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Oedipal Crises and Hysterical Neuroses in Arkham City: Batman: Arkham City Review

Batman, for me, is a crazy person who did not get enough attention as a child, and, truly, it is hard to get attention when your parents are dead. I understand why he is the way he is. Right at the climax of his desire for his mother, the thing he desires the most and the function which is supposed to introduce him into the world of sanity are killed; and so his adjustment toward culture is a little impaired—and by impaired I mean he walks around wearing a cape and wastes his money on gadgets, only to, of course, let killers and robbers escape from prison after their capture, so they may kill and rob again. This is the paradox, the symptom of Batman: He does not finish the job because he enjoys the job, even if he scowls about it all the time, with his signature brood. This is, after all, what Joker has been telling him in all media all of a sudden: Batman needs him, for Batman is trapped in this sort of sexual, libidinal enjoyment involving being all angry, and fighting criminals, and pretending to not like what he does, that it is so difficult. He pretends it’s work, but it is actually sex, done to satisfy mommy, because what else would mommy love more than her little superhero saving the day in the dark…

In Arkham City, Bruce Wayne is captured as a political prisoner for speaking against the new super-prison, which is an enclosure within Gotham that houses all the former inmates of Arkham Asylum. The Joker is sick, and he injects Batman with his blood so that Batman will find a cure. Mayhem ensues. Arkham City, while rendered beautifully with characteristic darkness, in terms of lighting and atmosphere, is really quite dead and desolate, save for the occasional political prisoner predictably being abused, which you must predictably save, though the venues in which Batman goes to do his adventures are just as fulfilling to traverse as in the previous installment.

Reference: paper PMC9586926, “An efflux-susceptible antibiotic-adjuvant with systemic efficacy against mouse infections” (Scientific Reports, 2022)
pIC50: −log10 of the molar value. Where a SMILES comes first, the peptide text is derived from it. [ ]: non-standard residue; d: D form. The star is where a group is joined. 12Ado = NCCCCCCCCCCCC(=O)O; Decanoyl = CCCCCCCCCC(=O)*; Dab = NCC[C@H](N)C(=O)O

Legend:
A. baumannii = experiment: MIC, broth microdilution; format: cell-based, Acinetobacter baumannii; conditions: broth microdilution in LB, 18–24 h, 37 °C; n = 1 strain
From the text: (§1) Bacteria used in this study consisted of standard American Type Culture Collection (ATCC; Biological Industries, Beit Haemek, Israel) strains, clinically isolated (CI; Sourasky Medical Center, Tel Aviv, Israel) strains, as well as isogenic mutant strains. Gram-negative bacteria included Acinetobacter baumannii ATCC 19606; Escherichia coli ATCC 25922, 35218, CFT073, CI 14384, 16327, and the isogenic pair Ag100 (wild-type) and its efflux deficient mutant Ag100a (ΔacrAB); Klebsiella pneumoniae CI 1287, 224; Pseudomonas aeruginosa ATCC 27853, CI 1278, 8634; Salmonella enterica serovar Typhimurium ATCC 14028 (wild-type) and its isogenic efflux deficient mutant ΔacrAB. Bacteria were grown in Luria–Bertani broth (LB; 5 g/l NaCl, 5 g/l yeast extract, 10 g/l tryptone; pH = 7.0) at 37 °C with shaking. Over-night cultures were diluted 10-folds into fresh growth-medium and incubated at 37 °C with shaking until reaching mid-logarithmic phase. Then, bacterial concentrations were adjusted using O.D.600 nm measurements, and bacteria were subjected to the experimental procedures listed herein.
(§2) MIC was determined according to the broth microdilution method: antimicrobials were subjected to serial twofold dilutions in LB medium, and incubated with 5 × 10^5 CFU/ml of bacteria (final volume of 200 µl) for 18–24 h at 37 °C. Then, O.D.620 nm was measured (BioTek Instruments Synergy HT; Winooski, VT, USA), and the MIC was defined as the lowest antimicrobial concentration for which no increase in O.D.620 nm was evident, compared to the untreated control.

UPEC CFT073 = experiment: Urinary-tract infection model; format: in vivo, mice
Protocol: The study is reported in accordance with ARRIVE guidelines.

Most of the fun comes from using your gadgets to scare enemies into chaos and knocking them unconscious one by one while a supervillain complains about their incompetence over the PA system. It is especially entertaining when only a few are left and they have gone completely paranoid and crazy. Batman, of course, does not kill any of them. Instead, he knocks them all unconscious, with the fighting system which is fluid and complex, utilizing a variety of moves, techniques, and gadgets. It is enjoyable beating people up as it is picking them off from the rafters.

A lot of Batman rogues gallery favorites also make an appearance (Mr. Freeze, Two-Face, Poison Ivy, The Riddler, and you even get to play as Catwoman in a parallel storyline, if you pay to redeem some code or whatever; there are also about a dozen I have never even heard of), with my personal favorite, The Penguin, which, thankfully, is not rendered as some deformed Danny DeVito. Most of them appear through side-quests, which are so well formed that they are more like alternate main storylines, rather than mere extra distractions from the entire point.

The game is well crafted, which, in large part, means it is not overdone. There is a certain unity to it all, a certain attachment for the necessary parts which work well together, rather than for the frivolous entertainments of less refined video games. The gameplay is also much longer than the first installment, with substantial content to which one may return after finishing the main story.

My only complaint, really, is that the storyline could have been much more than this simple entanglement of schemes and twists. The previous installment inquired upon Batman’s psyche, but now it is just people stealing from each other and doing bad things. For me, the ultimate point of interest is not really how Batman beats people up, but why, exactly, he is so crazy, why he is so paradoxical and inefficient in the ways that matter, but efficient in the theatrics. For me what is interesting is not so much the story as it is, secretly, the story of how poor Bruce still loves Mommy.

A nine out of ten.


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